PUBLISHED ON: 18 June 2020

39-year-old Rachel lives with her partner and two of her three children. Due to COVID-19, her access to neratnib was cancelled for several months. 

Rachel and her partner standing together inside an old church

I thought it could just be a cyst 

Rachel was diagnosed at the age of 37 in 2018. She initially went to the doctor in January of that year after feeling pain in both breasts, but after a referral and a mammogram was told nothing was wrong. Months later, in May 2018, she woke up one morning and found a lump on one side. 

‘I thought it could be a cyst,’ she said.

Rachel mentioned that she’d had breast implants years earlier, and wondered whether those were causing her discomfort. 

I worried about how it would affect my son 

‘I went back to the doctor for another scan, but the results weren’t clear. It wasn’t possible to have a biopsy, so I had to have a lumpectomy. I was in the middle of moving house at the time, it was all very stressful. 

‘I can’t really remember the exact moment I was told I had breast cancer. My son was with me. He’s a very sensitive soul, I worried about how it would affect him. I didn’t want him to hear about any of it, I just wanted to go home.’ 

The next day, she phoned Breast Cancer Now. 

‘Because I was told on a Friday, I would have had to wait the weekend to talk to someone about what was happening. So I called Breast Cancer Now’s Helpline, and I found them to be very reassuring. They definitely helped.’ 

I wish I’d had a double mastectomy 

Rachel was eventually diagnosed with stage 2 invasive ductal carcinoma with widespread DCIS. Two of her lymph nodes were affected, so she had a mastectomy with lymph node clearance. As well as this, she had chemotherapy, radiotherapy, then goserelin, trastuzumab and tamoxifen

'I was worried about having chemo, as I didn't want to look poorly in front of my children.'

Though she says she took to the treatment quite well, noting that she didn’t lose her hair, she was not happy about the outcome of her surgery.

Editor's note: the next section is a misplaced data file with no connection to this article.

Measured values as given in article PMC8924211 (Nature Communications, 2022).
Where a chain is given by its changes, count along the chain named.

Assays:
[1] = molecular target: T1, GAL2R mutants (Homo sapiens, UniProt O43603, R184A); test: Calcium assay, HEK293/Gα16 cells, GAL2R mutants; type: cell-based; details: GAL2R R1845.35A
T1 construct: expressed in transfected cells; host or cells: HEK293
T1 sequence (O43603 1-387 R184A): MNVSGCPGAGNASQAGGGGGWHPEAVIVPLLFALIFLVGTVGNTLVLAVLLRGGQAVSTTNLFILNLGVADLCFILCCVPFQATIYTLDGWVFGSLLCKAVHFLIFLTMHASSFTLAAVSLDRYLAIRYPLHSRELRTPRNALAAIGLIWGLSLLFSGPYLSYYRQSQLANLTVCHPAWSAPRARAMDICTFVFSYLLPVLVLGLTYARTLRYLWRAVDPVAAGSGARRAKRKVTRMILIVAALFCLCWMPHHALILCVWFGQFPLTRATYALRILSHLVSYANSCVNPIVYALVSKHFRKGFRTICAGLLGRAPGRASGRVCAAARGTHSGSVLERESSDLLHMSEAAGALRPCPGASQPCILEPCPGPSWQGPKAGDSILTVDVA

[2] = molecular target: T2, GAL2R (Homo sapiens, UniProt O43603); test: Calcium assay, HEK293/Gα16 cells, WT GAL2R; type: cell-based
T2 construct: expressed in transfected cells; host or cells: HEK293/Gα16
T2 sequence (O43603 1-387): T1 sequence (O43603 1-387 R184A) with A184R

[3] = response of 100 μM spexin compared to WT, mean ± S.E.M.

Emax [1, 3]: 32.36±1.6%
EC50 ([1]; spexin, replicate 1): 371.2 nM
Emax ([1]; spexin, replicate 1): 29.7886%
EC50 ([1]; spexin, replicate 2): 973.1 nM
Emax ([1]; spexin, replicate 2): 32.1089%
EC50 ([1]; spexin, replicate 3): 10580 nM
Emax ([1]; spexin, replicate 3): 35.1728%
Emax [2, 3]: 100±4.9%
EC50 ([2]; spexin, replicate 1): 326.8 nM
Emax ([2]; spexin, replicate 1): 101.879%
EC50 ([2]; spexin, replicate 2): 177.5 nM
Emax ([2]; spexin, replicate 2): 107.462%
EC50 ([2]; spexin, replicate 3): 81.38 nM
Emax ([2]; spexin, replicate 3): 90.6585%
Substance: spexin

‘I would have preferred a double mastectomy, if I’m honest. I’ve tried things like Knitted Knockers and joined Flat Friends on Facebook to ask for advice, but nothing really feels right.’ 

She later found out she had inherited the altered CHEK2 gene, which puts people at an increased risk of developing breast cancer too. She felt that having a mastectomy on the other side should have been an option for her. However, she has been unable to have one. On top of that, she's worried that her 19-year-old daughter might have the same gene, and could be at risk in the future.

Rachel has no idea when she will be able to have a breast reconstruction, especially now that this particular type of surgery has been delayed in many areas due to COVID-19. 

COVID made me feel anxious 

‘I was watching it all happen in Italy and Spain early on. I made the decision to stop going out myself in early March, and I kept my sons in, too.  

‘I received a letter saying I was in the vulnerable category, which worried me. Especially now I’ve been told that my younger son should be going back to school soon. I asked my GP, "What would you do, if you were in my position?’’ 

As Rachel is not in active treatment, the GP believes the letter was sent to her in error. She was reassured that it would be safe to send her younger son to school, and she has felt more secure about letting her older son socialise with his friends (from a safe distance) as well. 

The NHS have been incredible 

Though she was trying not to leave the house as much as possible, Rachel did have to go to the doctors on one occasion. 

‘I felt some swelling in my chest, so I phoned my GP. They called back very quickly and told me I could come in. They were brilliant about the whole thing. I was worried I would have to go to hospital, but they saw me at the local surgery - and everyone was wearing PPE. They reassured me it was just a problem with the muscle. I was offered a scan to be sure, but I turned it down.’ 

Rachel was also able to have her six-monthly check-up with her oncologist over the phone. 

I have been left feeling trapped 

Rachel hopes she will be able to start neratinib soon, which she was prescribed in November last year - but was recommended she could not have, due to the risks associated with coronavirus. 

Even though things are now looking up for her, Rachel has felt the impact of the COVID-19 crisis. 

‘Throughout this whole thing, I’ve felt very lonely. I think everyone has, regardless of whether they’ve gone through cancer. You just feel stuck. Even if you’ve got family around you, you feel trapped.’ 

Rachel wishes she’d had more emotional support during this time. 

‘Even on Facebook groups, you don’t want to talk too much about your own experience because you don’t want to worry people who have only just been diagnosed. And when you get a letter telling you that you’re at risk, you just want someone to talk to about it.’ 


If you are feeling isolated during this time and would like to speak to others in a similar position, our Forum is open to everyone - no matter what stage they are at in their experience with breast cancer.